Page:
PITTSFIELD --The City Council has initially endorsed Mayor James M. Ruberto's plan to restructure the office of mayor in order to improve government efficiency at City Hall.

However, the legality of Tuesday night's vote -- the first of two necessary for approval -- is in question pending a ruling from the city's attorney.

By a 7-3 vote, with councilors Melissa Mazzeo, Kevin J. Sherman and Joseph C. Nichols opposed and Councilor Peter M. Marchetti absent, the 11-member panel supported Ruberto reinstating the job of "director of administration" to assist him in managing several city departments.

Following the vote, Mazzeo cited the city charter claiming at least eight councilors must approve creating a new position. But Lothrop argued that the job already exists and the simple majority rules.

City attorney Richard Dohoney couldn't make an immediate ruling and vowed to have a legal opinion on whether an eight-vote minimum is required before by the council again votes on the proposal March 8.

Fearing the mayor's plan to also establish a "personnel manager" faced a similar quandary, the panel tabled the staffing change pending Dohoney's ruling. Ruberto has said the personnel manager replaces an existing vacant City Hall position and would handle all labor matters relating to Pittsfield municipal employees.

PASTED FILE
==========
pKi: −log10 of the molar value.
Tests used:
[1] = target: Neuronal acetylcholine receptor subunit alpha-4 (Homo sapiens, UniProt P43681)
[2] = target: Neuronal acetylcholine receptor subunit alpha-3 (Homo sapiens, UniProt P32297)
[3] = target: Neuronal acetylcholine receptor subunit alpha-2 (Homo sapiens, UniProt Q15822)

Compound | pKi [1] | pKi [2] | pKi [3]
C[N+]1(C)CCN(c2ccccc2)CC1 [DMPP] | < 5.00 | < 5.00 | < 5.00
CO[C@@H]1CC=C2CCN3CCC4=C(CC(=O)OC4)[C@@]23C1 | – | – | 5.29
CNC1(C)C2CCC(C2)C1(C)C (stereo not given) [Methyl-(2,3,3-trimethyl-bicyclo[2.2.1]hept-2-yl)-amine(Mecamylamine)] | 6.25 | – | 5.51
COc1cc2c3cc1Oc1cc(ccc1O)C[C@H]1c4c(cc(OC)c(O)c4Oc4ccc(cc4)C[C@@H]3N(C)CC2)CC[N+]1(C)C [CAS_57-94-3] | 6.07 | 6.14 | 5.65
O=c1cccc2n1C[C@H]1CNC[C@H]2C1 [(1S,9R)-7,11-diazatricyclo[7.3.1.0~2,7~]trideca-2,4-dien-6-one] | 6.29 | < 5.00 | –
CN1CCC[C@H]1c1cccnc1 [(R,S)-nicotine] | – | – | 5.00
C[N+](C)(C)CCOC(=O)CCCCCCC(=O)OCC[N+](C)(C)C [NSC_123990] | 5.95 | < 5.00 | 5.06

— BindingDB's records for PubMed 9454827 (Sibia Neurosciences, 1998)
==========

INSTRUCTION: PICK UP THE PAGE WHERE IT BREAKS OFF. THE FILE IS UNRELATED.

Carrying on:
If both measures are approved, the net annual increase to the city budget at most would be $15,000.

Ruberto expects the mayor's new right-hand person will help improve delivery of city services through the corner office similar to the recent separation of public works from public utilities.

The director of administration, originally created by former mayor Evan Dobelle in the mid-1970s, would oversee personnel, the Council on Aging, the city's volunteer program called RSVP, veterans and the municipal airport. It would reduce the number of department heads reporting directly to Ruberto from 18 to 13.